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  3. I think we sometimes expect too much from our children. To "behave" every single moment they are with us. And then: define "behave"...there's a wide array from "not to be heard, not moving, so that nobody notice their presence" to "do whatever you want just let me do my things". It depends on the culture and on our very personal expectations. Children do need to have "space" (like we all do!) and boundaries, of course (for their own and our sake), but they need also to know when it's time for example, like you said, to tidy up. It's all in the way we talk to them. If we say 100 times "tidy up", they won't even hear the message, they might only here a strange sound (I call it mama-sound, and every child doesn't pay attention to that sound if it hears it too often). So, what to do? To make them listen and understand is not easy. It depends on their age, yes, but basically it's about the way we talk to them. And this, again, is a very personal thing (in some cultures you speak with a loud(er) voice, in others this is considered rude etc.). I could write for hours on this subject. I've published a post on my blog about listening. As about a way to communicate with children and make them make choices (yes, even when it comes to tidy up), I've liked the "Love and Logic" approach. It gives us parents enough inner distance (to stay calm) and to our children the opportunity to choose. It takes some time to get into this routine, but it worked with my kids.

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    1. So many people have found success in the "love and logic" approach. I also like the positive parenting approach (especially Becky Bailey). At first I though her book "easy to love, difficult to discipline" was weirdly self-helpy, but I've come to realize that you can't really reach a child unless you have yourself under control. And lord knows half the battle is keeping yourself under control when you're harried and sleep deprived. So that's at least half the battle, right?

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  4. All I can think of is how I wanted to smack B. F. Skinner when I read his theory that only positive reinforcement ever be used with children (and people, in general). I'm sorry, but clearly the man never had a four-year-old unexpectedly hang all 35 pounds of herself off the neck of his shirt (exposing his boobs in his bra) in public while screaming, "POO POO PEE PEE!!!" and laughing like an imbecile at the top of her voice 2" from his face.

    There's no way not to lose your shit when that happens.

    When that happens, I'm a firm believer in bodily removing said child and snarling at her that if she ever does anything remotely like that again, you'll throw out the entire contents of her room, including the furniture.

    But I have a really weird relationship with my offspring.

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    1. Hilarious! Yes. All this stuff is terrific in theory. Real life is a lot more messy, and as much as you focus on the positive the negative will come up and bite you on the ass (or expose your breasts in public...)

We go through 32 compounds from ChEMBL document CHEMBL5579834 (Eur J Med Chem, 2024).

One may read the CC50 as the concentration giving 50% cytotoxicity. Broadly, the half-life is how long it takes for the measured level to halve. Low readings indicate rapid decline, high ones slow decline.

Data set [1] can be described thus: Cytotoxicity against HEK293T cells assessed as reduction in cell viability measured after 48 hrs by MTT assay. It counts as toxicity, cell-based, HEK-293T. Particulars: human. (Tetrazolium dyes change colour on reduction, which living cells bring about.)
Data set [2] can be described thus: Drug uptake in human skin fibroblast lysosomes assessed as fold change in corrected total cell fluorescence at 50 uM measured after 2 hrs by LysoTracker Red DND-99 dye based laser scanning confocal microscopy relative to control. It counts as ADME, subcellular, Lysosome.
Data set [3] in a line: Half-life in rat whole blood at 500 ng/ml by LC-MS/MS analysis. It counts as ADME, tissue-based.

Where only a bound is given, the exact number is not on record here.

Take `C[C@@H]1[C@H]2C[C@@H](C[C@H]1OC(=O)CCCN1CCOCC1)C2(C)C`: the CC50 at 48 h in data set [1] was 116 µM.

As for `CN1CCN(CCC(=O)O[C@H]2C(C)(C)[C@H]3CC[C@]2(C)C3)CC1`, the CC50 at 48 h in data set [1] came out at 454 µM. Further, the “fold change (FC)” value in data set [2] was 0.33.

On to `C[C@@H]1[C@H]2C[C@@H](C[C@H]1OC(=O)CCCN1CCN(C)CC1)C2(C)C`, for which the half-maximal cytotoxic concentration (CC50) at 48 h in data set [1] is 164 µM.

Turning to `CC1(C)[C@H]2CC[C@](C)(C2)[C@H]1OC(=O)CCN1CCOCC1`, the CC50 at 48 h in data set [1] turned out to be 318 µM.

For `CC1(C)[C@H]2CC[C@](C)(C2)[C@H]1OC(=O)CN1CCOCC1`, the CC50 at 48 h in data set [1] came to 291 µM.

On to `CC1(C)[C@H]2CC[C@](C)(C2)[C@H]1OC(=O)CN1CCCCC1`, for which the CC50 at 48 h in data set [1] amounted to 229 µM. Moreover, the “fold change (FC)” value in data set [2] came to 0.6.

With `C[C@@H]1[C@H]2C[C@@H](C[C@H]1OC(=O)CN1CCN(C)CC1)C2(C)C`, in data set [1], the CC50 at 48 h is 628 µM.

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  5. I agree with Ute- I don't even like to say that the children "behave", since I associate it with "being told what to do and doing it". I do, however, ask them to help me or their sisters etc. And, no, I don't get good results all the time. I believe that whatever you'll choose as your parenting method won't work all the time. We change. Children change, situations change. Which means that we have to adapt our methods. Also, children are not machines- it's not "press that button, child will behave". For me, it's always finding ways to understand my child and trying to accomodate their needs- and mine.

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    1. So true! I guess that's why parenting is an art and a constant challenge and so much instinct. And why it's hard to simply pick a parenting philosophy and stick tooth and nail to it. They change, we change, the same thing doesn't always work in different contexts.

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  6. Hi, Kim. You probably came across the classic Rosenthal/Jacobson study in your "disconnected youth" research (http://en.wikipedia.org/wiki/Pygmalion_in_the_Classroom). So there is some evidence that expectations really do matter. It's why I value the Baha'i principle of seeing the good in others so highly. But I don't think anyone on this planet expects this approach to have immediate effects in a specific situation, nor do I believe that this means ignoring bad behavior from children (although responding to such behavior is a different matter - back to your recent posts). Beyond that, I claim only the kind of expertise that comes from making many parental mistakes myself, as someone close to you can probably testify. :)

    Thanks for sharing more of your questions and insight.

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    1. Thanks for the link! And I agree. Focusing on the behavior you want more of just makes sense and seems to be the gentler and more affective approach because you're not locking horns as much. I don't think any of this stuff is mutually exclusive. You can focus on the positive at the same time you give consistent consequences for the negative stuff. I'm not terrific at either (as someone you know might also testify. ; ))